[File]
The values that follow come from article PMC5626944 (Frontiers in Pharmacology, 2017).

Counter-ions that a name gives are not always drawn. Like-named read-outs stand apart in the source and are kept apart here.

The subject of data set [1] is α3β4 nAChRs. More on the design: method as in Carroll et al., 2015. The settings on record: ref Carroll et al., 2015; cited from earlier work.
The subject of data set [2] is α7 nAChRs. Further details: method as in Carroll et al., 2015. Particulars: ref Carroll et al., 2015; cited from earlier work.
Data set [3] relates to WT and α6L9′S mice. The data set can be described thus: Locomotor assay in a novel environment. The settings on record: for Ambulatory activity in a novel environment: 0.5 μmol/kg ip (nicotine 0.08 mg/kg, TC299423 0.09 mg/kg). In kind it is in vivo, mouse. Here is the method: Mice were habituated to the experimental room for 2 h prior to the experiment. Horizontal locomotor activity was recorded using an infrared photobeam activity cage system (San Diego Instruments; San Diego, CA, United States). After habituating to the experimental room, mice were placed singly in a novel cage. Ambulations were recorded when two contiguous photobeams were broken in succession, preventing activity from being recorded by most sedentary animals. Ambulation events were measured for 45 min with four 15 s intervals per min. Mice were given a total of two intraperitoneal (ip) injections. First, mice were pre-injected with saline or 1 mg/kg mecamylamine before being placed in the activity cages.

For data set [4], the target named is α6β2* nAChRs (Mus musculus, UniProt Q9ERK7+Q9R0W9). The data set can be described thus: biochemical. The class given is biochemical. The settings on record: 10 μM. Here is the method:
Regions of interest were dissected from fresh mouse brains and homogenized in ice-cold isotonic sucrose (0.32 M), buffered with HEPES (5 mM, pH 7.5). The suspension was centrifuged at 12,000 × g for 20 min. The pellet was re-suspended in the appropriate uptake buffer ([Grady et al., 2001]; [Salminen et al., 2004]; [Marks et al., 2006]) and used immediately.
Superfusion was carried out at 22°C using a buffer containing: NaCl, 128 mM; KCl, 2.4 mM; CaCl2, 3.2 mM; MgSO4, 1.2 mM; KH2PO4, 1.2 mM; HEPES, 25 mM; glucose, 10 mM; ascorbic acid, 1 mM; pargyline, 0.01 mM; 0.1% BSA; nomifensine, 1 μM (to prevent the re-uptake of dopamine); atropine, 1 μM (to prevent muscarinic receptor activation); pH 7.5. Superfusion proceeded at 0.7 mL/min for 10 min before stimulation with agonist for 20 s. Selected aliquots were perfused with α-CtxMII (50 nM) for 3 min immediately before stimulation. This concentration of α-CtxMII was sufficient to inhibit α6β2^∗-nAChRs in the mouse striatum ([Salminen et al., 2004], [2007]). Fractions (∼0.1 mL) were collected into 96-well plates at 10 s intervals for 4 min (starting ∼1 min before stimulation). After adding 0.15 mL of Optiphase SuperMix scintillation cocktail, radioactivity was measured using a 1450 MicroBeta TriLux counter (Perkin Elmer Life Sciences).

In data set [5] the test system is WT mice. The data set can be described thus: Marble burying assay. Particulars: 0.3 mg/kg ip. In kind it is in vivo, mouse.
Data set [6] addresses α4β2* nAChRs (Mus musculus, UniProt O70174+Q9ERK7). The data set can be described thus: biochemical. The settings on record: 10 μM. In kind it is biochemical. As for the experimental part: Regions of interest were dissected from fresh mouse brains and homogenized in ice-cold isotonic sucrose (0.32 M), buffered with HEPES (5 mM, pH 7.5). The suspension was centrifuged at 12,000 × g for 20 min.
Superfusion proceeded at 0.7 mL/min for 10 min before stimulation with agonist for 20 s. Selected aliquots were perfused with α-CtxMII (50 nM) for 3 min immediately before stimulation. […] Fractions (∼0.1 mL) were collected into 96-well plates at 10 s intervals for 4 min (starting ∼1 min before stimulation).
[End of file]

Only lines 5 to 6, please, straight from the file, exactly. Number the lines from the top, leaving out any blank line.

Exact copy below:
Data set [3] relates to WT and α6L9′S mice. The data set can be described thus: Locomotor assay in a novel environment. The settings on record: for Ambulatory activity in a novel environment: 0.5 μmol/kg ip (nicotine 0.08 mg/kg, TC299423 0.09 mg/kg). In kind it is in vivo, mouse. Here is the method: Mice were habituated to the experimental room for 2 h prior to the experiment. Horizontal locomotor activity was recorded using an infrared photobeam activity cage system (San Diego Instruments; San Diego, CA, United States). After habituating to the experimental room, mice were placed singly in a novel cage. Ambulations were recorded when two contiguous photobeams were broken in succession, preventing activity from being recorded by most sedentary animals. Ambulation events were measured for 45 min with four 15 s intervals per min. Mice were given a total of two intraperitoneal (ip) injections. First, mice were pre-injected with saline or 1 mg/kg mecamylamine before being placed in the activity cages.

For data set [4], the target named is α6β2* nAChRs (Mus musculus, UniProt Q9ERK7+Q9R0W9). The data set can be described thus: biochemical. The class given is biochemical. The settings on record: 10 μM. Here is the method: